The vacuum degassing according to the present invention is performed under a vacuum degree of from 10 to 300 mmHg provided by a vacuum generator, and the vacuum degree is lowered (near 300 mmHg) during the most active stage of the decarburization reaction, and is adjusted to a higher level (near 10 mmHg) as the decarburization reaction proceeds.

The decarburization reaction in the vacuum degassing treatment is usually the reaction of [C] + [O] .fwdarw. CO under a reduced pressure, and the relation between the reaction and the treating time is shown in FIG. 1 (350 ton heat, by RH degassing vessel) in which, when the vacuum degree in the degassing vessel reaches a predetermined value after the start of the treatment, the peak of the decarburization reaction appears, and after the reaction peak, the decarburization speed tends to decrease as the decarburization reaction proceeds.

In the vacuum degassing treatment according to the conventional methods, the vacuum degree is set as shown in FIG. 2(a), and the splashing of the molten steel in the degassing vessel is very vigorous for about 1/2 of the treating time beginning from the most active stage of the decarburization reaction and projecting into the zone of difficult operation as shown in FIG. 3(a). Thus, the vacuum degassing treatment according to the conventional methods is accompanied with the deposition of the molten metal on the wall of the degassing vessel as well as the metal splashing so that it is very often necessary to stop the degassing treatment and wait until the splashing subsides before the degassing treatment is started again so as to perform the degassing treatment smoothly. Therefore, in the conventional methods, the treating time in the degassing vessel is unnecessarily long during which the molten steel temperature lowers considerably so that the pouring temperature in the converter operation must be increased so as to compensate the above temperature lowering and thus the condition of the converter operation becomes more severe.

The vacuum degassing treatment according to the present invention is performed with a vacuum degree of from 10 to 30 mmHg provided by a vacuum generator, and the vacuum degree is adjusted to a low vacuum degree (near 300 mmHg) as shown in FIG. 2(b) during the most active stage of the decarburization reaction as shown in FIG. 1, so as to control the height of the splash within the smooth operation zone as shown in FIG. 3(b), and as the decarburization proceeds, the vacuum degree is adjusted to a higher level (near 10 mmHg) that the decarburization reaction proceeds rapidly and a smooth and efficient degassing treatment is achieved.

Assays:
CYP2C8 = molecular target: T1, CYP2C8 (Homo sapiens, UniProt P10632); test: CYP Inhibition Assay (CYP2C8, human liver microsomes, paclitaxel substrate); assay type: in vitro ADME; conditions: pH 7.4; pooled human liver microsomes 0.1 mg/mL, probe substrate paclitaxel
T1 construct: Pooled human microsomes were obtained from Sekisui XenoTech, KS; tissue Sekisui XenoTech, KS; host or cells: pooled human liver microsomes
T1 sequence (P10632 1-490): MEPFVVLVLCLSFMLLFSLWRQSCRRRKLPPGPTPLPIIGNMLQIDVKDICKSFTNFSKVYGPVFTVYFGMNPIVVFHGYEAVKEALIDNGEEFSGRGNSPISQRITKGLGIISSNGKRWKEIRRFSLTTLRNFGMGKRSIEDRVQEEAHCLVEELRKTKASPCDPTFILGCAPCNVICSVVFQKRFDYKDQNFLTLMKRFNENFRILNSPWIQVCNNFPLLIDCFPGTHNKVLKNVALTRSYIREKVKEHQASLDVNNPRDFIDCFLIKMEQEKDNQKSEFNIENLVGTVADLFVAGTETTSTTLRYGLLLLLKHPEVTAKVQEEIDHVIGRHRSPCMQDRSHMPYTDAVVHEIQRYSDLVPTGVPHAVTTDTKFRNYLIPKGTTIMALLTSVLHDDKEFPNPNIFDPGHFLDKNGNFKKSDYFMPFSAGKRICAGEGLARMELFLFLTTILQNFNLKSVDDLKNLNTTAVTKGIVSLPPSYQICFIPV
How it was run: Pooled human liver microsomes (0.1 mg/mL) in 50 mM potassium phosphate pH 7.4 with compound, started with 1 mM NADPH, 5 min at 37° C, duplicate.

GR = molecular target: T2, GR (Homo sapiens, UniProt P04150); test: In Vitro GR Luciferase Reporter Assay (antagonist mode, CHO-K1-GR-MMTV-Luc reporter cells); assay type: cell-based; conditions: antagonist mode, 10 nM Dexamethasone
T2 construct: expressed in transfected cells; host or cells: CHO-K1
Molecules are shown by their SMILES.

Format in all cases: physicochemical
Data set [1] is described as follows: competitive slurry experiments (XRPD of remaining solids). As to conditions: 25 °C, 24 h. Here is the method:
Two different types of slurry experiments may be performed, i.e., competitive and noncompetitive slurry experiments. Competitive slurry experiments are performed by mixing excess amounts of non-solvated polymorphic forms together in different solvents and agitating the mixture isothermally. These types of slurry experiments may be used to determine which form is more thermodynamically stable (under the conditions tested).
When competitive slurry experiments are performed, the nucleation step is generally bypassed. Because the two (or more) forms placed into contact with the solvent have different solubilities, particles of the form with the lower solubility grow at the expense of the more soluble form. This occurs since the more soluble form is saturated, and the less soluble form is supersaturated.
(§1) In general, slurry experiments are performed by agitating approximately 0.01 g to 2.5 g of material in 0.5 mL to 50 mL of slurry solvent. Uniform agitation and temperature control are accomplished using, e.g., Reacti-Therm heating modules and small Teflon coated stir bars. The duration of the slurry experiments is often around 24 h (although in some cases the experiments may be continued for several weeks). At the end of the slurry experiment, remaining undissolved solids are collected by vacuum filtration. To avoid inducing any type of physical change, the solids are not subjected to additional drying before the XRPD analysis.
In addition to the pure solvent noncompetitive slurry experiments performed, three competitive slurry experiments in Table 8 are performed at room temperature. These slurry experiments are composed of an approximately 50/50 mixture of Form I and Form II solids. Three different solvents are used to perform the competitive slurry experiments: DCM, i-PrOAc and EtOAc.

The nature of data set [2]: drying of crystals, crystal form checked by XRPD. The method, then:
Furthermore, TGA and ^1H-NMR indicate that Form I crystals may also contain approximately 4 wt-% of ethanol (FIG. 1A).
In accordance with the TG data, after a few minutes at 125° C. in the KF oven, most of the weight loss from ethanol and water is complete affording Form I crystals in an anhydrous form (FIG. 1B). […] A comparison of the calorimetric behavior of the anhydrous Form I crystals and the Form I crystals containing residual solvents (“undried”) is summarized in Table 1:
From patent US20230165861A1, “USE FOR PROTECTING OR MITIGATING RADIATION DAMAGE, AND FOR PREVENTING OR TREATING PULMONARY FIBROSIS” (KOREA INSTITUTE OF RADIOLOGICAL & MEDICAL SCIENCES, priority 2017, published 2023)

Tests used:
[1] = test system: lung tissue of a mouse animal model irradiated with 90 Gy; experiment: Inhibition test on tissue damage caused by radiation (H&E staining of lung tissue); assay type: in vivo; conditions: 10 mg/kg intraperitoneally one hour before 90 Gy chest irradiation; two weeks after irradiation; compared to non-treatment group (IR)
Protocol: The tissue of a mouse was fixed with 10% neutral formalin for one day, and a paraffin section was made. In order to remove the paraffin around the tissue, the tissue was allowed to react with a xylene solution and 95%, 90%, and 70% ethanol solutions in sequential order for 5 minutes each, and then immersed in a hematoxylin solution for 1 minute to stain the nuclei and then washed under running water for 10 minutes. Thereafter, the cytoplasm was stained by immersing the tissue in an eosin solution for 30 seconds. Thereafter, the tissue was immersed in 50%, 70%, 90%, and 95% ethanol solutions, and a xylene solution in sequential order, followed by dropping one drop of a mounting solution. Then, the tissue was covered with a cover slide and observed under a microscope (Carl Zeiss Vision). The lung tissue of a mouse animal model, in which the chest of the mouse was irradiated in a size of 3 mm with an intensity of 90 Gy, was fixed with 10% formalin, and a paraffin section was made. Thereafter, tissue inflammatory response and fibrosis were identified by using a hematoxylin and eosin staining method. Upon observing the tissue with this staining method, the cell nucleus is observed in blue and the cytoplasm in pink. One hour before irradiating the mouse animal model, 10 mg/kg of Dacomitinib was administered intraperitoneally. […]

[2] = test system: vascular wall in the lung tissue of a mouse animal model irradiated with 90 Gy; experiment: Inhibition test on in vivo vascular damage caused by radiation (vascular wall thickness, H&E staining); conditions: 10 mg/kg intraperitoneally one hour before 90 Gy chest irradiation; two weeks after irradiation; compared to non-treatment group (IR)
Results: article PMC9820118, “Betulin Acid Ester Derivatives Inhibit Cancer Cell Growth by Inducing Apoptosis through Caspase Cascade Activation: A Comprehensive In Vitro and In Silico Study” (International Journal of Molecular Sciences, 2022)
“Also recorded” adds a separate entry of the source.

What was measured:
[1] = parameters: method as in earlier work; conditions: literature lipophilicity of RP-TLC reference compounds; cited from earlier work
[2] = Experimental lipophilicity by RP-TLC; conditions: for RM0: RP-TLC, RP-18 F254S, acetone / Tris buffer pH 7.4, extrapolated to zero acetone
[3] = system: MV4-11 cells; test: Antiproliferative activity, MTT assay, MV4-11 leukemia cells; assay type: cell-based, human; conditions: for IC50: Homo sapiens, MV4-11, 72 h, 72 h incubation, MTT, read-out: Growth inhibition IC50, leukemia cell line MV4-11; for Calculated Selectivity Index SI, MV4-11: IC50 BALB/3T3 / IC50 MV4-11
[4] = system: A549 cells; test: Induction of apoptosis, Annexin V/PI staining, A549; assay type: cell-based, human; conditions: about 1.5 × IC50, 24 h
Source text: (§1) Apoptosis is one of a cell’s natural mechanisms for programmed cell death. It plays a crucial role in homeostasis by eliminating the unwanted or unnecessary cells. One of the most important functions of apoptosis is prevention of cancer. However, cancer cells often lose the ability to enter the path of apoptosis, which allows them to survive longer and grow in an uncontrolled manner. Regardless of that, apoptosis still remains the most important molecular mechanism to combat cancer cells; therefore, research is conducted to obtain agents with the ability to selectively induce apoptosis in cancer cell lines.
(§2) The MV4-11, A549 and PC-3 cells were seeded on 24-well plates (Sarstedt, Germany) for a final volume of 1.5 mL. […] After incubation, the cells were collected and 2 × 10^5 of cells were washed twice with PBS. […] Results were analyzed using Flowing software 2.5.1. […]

The adjustment of the vacuum degrees in the vessel along the decarburization speed as described above is very important for practical purposes, and when the vacuum degree is adjusted to a value less than 10 mmHg, the reaction of [C] + [O] .fwdarw. CO becomes remarkably active in the degassing stage as explained in connection with FIG. 2(a) and FIG. 3(a), so that the molten steel splashes vigorously in the vessel. It then becomes difficult to continue the degassing treatment because the molten steel deposits and solidifies on the wall of the treating vessel to cause various problems.

Namely, the vigorous CO reaction in the degassing vessel causes a considerable temperature lowering of the molten steel during this treatment and requires an increased blow-off temperature of the converter to impose a large thermal load on the refractories of the converter and the ladle.

Further, the splashing of the molten steel is very apt to take place, which requires stopping of the degassing treatment. Consequently, the time correspondency between the degassing treatment and the continuous casting operation is not in the proper order and the continuous casting operation is stopped, thus resulting in operational difficulties.

On the other hand, the pressure in the degassing vessel is raised beyond 300 mmHg, smooth circulation of the molten steel in the degassing vessel is not achieved, the reaction of [C] + [O] .fwdarw. CO is not satisfactory and it is impossible to perform the degassing treatment rapidly and accurately.

As described above, if the vacuum degree is adjusted to an appropriate value between 10 and 3000 mmHg corresponding to the progress of the decarburization reaction in the degassing treatment, the behaviour of the carbon content and the free oxygen content in molten steel are as shown in FIGS. 4 and 5 (350 ton heat, 250-10 mmHg, circulation of 87 ton/min.), so that the decarburization reaction is almost complete with 4 circulations due to the smooth and efficient degassing treatment. This reduced number of circulations reduces considerably the amount of metal deposition on the vessel wall and allows completion of the degassing treatment in a very short time.

The term "number of circulation of the molten steel" used in the present invention means the degassing degree and has different meaning when used in connection with the degassing equipment used.

In the case of RH degassing equipment,

______________________________________ Number of circulation = {circulating amount (ton/min.) .times. treating time (min.)} .div. Treated amount t/charge ______________________________________

and in case of DH degassing equipment,

______________________________________ Number of circulation = {Amount by one suction (t/one suction) .times. Number of suctions (No./min.) .times. Treating time (min.)} .div. Treated amount (t/charge) ______________________________________